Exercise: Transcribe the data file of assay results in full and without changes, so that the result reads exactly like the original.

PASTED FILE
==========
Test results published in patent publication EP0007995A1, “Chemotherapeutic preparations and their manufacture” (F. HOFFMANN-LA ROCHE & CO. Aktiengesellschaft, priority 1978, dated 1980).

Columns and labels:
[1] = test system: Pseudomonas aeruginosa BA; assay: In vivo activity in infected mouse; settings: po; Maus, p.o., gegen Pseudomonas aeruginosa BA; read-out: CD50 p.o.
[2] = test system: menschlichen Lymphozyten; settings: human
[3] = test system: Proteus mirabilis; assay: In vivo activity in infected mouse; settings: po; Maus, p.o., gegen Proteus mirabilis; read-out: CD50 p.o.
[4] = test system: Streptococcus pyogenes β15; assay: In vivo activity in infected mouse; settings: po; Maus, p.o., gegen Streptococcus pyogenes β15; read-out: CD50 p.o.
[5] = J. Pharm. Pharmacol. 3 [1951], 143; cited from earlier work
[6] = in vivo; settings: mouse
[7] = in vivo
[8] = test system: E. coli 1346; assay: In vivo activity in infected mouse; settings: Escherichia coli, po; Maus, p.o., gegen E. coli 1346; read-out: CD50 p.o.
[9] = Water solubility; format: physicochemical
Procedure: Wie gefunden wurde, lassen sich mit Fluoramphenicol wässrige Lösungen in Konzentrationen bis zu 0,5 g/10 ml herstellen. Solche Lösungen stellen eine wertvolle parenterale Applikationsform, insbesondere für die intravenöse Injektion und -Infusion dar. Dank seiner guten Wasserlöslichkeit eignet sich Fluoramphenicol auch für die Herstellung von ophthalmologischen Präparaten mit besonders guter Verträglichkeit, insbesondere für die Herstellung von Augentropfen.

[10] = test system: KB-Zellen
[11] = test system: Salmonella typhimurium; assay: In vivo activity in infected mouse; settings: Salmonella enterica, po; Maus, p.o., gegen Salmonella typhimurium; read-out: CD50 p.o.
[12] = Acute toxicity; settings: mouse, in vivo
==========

Test results published in patent publication EP0007995A1, “Chemotherapeutic preparations and their manufacture” (F. HOFFMANN-LA ROCHE & CO. Aktiengesellschaft, priority 1978, dated 1980).

Columns and labels:
[1] = test system: Pseudomonas aeruginosa BA; assay: In vivo activity in infected mouse; settings: po; Maus, p.o., gegen Pseudomonas aeruginosa BA; read-out: CD50 p.o.
[2] = test system: menschlichen Lymphozyten; settings: human
[3] = test system: Proteus mirabilis; assay: In vivo activity in infected mouse; settings: po; Maus, p.o., gegen Proteus mirabilis; read-out: CD50 p.o.
[4] = test system: Streptococcus pyogenes β15; assay: In vivo activity in infected mouse; settings: po; Maus, p.o., gegen Streptococcus pyogenes β15; read-out: CD50 p.o.
[5] = J. Pharm. Pharmacol. 3 [1951], 143; cited from earlier work
[6] = in vivo; settings: mouse
[7] = in vivo
[8] = test system: E. coli 1346; assay: In vivo activity in infected mouse; settings: Escherichia coli, po; Maus, p.o., gegen E. coli 1346; read-out: CD50 p.o.
[9] = Water solubility; format: physicochemical
Procedure: Wie gefunden wurde, lassen sich mit Fluoramphenicol wässrige Lösungen in Konzentrationen bis zu 0,5 g/10 ml herstellen. Solche Lösungen stellen eine wertvolle parenterale Applikationsform, insbesondere für die intravenöse Injektion und -Infusion dar. Dank seiner guten Wasserlöslichkeit eignet sich Fluoramphenicol auch für die Herstellung von ophthalmologischen Präparaten mit besonders guter Verträglichkeit, insbesondere für die Herstellung von Augentropfen.

[10] = test system: KB-Zellen
[11] = test system: Salmonella typhimurium; assay: In vivo activity in infected mouse; settings: Salmonella enterica, po; Maus, p.o., gegen Salmonella typhimurium; read-out: CD50 p.o.
[12] = Acute toxicity; settings: mouse, in vivo